NPA Market In India

Banks are the backbone of any country in so far as its upward economic developments are concerned. A well-knit Banking System supported by proper regulatory mechanism is inevitable for the economic development of a Country. Banks are intermediaries between the depositors and borrowers. It gives interest for deposits and collects interest onloans to meet the commitments of the depositors. The chain breaks when borrowers fail to repay the principal and interest as per the agreed terms which lead to decline in assetsof banking system and increase in stressed assets.Asset quality of the bank is deteriorated as reflected in the increase in the ratio of Gross NPA to total advancesfrom 2.4% in FY 10 to 3.3% in FY 13.The ratio of Net NPA has also gone up from 1.1% in FY10 to 1.7% in FY13. The Narasimham Committee I in 1991 had recommended the creation of an Asset Creation Fund to which public sector banks would transfer their non-performing assets with certain safeguards. However, the recommendation was not accepted, and banks have been internally dealing with their NPAs. Debt Recovery Tribunals (DRTs) were established in 1993. A Scheme of Corporate Debt Restructuring (CDR) was introduced in 2001 outside the purview of BIFR. The SARFAESI Act was passed in 2002 paving way for the creation of Asset Reconstruction Companies (ARC). Currently there are 14 ARCs in India.These Securitization Companies/Reconstruction Companies (SC/RC) are regulated by the central bank of the country,RBI. RBI closely monitors the SC/RCs and their activities. These ARCs operate as per the provisions of the SARFAESI Act. They buy/acquire financial assets from banks and other financial institutions, and resolve them. The amount of assets acquired by the ARCs has displayed a consistent upward trend.Selling NPAs to ARC is indeedan efficient way of dealing with the bad loans as it allows the banks to focus on their core activities and helps in realising the blocked assets. The acquisitions are done either by issuing Security Receipts, which are transferable financial instruments or by paying cash to the banks. It may be observed that, the banks are coming up with the option of subscribing SRsfor which they were reluctant earlier, reason being the increase in NPAs in the banking sector withthe passage of time. On the whole the banks have started to display a strong inclination towards sale of assets for SRs also.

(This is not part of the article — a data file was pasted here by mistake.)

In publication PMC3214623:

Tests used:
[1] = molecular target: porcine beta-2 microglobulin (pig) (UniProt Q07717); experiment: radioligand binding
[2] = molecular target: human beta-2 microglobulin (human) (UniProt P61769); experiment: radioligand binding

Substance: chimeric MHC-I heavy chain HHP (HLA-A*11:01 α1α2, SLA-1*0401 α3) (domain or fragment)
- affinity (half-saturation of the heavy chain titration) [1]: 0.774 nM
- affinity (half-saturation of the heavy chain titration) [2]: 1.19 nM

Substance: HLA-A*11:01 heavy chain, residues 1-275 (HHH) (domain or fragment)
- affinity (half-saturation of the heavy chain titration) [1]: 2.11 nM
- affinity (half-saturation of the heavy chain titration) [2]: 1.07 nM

Details of Financial AssetsSecuritised by SCs/RCs

  End-June 2010 End-June 2011 End-June 2012 End-June 2013
Crore
Book Value of assets acquired   62217 74088 80500 88500
Security Receipts issued   14051 15859 16700 18900
Security Receipts Subscribed by   - - - -
a. Banks 10314 11233 11600 12600
b. SCs/RCs 2940 3384 3600 4500
c. FIIs - 39 100 100
d. Others(Qualified Institutional Buyers) 797 1203 1500 1700
Amount of SRs completely redeemed   4556 6704 8200 10100



For the purpose of recovery Banks/FIs have multiple routes. They may proceed for action under SARFAESI Act, approach Debt Recovery Tribunals or Lok adalats. Among the various recovery channels available to Banks, the DRTs and SARFAESI have been the most effective in terms of amount recovered.In FY13 SARFAESI played a vital role and accounted for about 80% recovery of the total NPAs amount.Under the companies Act 2013,the National Company Law Tribunal (NCLT) is being set up to bring all lawsuitspertaining to companies under a single body.

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